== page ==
Richard P. Wennberg*, Jon F. Watchko and Steven M. Shapiro Pages 210 - 219 ( 10 )
Background: Kernicterus is a common cause of death and morbidity in many Low- Middle-income Countries (LMICs) and still occurs in affluent nations. In either case, the immediate cause is delayed treatment of severe hyperbilirubinemia. In the West, a provider driven “systems approach” has been widely adopted to identify babies at risk prior to discharge from birthing centers with follow up monitoring based on the serum bilirubin level at time of discharge. The situation is more complicated in regions of the world where kernicterus is endemic, especially in LMICs where Glucose-6-phosphate Dehydrogenase Deficiency (G6PDd) is common and the system of jaundice management is often fragmented.
Objective: To examine reasons for errors in jaundice management leading to kernicterus and the potential beneficial role of enlisting more parental participation in management decisions.
Method: We searched world literature related to pitfalls in jaundice management including deficiencies in providers’ and parents’ knowledge and behavior. Perspectives from mothers of children with kernicterus supplemented the literature review.
Result: System failures contributing to kernicterus in affluent countries include a lack of follow up planning, bad advice by providers, and a delay in care seeking by parents. In many LMICs, the majority of births occur at home with unskilled attendants. Traditional practices potentiate hemolysis in G6PDd babies. The danger of severe jaundice is frequently underestimated both by parents and care providers, and cultural and economic barriers as well as ineffective therapies delay care seeking. The failure to provide parents information about identifying severe jaundice and knowledge about the risks and treatment of hyperbilirubinemia has contributed to delayed treatment in both affluent and low-middle-income countries. A recent non-randomized clinical trial, supports teaching all parents skills to monitor jaundice, signs of early neurotoxicity, the importance of breast feeding, avoidance of ineffective or dangerous practices, and when/where to seek help.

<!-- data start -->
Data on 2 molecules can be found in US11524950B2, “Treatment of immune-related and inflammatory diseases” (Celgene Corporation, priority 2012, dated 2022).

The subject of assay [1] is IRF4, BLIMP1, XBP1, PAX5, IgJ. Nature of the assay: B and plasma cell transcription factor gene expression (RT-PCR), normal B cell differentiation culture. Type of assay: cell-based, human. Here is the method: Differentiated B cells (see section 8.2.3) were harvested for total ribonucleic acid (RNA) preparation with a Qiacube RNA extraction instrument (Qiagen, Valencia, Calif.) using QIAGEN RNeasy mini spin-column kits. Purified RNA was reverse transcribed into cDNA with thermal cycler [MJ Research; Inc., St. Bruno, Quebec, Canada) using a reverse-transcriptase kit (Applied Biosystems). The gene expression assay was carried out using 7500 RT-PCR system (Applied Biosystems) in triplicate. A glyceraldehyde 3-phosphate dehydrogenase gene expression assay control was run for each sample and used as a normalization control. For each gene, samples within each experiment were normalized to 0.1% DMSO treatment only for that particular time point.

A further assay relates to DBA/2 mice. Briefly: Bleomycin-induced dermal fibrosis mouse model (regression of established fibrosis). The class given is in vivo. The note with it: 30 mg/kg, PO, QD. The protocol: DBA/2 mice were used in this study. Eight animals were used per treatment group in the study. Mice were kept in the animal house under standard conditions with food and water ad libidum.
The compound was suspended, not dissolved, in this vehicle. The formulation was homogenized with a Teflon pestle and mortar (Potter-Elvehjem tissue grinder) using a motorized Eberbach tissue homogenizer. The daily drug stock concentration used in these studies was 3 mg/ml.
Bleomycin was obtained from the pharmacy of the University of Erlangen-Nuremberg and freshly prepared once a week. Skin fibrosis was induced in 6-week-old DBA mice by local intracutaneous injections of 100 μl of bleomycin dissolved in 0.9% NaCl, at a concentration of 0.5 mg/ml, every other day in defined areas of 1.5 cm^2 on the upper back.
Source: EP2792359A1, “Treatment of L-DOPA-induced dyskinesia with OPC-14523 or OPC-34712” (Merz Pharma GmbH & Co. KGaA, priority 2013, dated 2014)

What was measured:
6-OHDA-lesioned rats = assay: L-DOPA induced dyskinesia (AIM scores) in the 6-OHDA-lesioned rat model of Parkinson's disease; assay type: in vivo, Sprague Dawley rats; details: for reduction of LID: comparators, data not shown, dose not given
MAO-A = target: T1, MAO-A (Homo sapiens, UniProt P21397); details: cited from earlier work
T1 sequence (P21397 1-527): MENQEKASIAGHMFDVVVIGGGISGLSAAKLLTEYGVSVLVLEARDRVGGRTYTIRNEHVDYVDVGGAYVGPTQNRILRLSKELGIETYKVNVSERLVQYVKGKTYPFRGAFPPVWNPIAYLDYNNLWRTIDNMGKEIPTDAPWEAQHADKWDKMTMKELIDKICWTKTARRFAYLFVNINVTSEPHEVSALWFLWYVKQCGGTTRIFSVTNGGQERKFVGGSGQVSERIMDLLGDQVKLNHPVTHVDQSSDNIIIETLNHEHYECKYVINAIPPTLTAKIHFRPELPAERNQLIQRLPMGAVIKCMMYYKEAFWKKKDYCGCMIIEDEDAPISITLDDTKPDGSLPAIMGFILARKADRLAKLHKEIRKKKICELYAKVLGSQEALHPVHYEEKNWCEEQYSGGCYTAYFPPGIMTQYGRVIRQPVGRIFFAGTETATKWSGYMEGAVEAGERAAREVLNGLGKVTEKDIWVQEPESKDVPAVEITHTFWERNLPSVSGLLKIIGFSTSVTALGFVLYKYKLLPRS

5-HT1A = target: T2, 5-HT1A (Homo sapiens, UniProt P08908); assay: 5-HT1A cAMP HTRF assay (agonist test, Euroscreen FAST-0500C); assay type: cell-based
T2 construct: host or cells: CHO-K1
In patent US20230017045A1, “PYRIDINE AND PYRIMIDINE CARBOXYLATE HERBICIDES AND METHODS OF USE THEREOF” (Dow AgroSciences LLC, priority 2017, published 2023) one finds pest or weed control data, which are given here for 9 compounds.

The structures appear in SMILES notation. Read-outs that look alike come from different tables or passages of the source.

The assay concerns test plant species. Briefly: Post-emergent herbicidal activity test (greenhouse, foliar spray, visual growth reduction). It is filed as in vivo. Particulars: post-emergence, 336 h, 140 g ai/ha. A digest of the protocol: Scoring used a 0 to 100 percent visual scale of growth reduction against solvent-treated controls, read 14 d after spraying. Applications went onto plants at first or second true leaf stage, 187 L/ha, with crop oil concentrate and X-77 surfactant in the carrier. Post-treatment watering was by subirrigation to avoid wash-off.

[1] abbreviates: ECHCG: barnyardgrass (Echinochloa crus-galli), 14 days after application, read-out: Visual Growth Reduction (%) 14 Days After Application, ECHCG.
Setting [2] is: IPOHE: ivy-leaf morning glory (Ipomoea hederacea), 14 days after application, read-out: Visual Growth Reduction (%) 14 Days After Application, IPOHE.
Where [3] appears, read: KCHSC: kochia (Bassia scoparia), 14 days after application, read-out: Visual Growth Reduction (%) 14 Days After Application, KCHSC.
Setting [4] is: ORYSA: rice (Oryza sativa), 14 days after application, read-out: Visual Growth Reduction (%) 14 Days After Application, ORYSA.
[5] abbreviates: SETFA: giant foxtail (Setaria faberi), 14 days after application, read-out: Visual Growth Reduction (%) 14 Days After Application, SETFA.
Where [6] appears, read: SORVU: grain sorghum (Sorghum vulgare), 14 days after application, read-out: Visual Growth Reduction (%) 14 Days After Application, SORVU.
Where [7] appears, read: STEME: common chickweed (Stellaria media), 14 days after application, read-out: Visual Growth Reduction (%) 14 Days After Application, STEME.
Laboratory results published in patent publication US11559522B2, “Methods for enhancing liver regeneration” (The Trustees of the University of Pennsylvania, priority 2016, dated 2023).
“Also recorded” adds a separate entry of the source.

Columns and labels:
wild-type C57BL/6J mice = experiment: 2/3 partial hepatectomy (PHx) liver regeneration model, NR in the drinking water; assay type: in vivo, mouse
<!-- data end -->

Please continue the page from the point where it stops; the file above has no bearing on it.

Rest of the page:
Conclusion: Empowering parents allow them to participate more fully in care decisions and to confront obstacles to care when provider services fail.
Maternal empowerment, education, acute bilirubin encephalopathy, kernicterus, glucose-6-phosphate dehydrogenase deficiency.
Department of Pediatrics, University of Washington School of Medicine, Seattle, Washington, Division of Newborn Medicine, Department of Pediatrics, University of Pittsburgh School of Medicine, Pittsburgh, Pennsylvania, Division of Child Neurology, Department of Pediatrics, Children’s Mercy Hospital, Kansas City, Missouri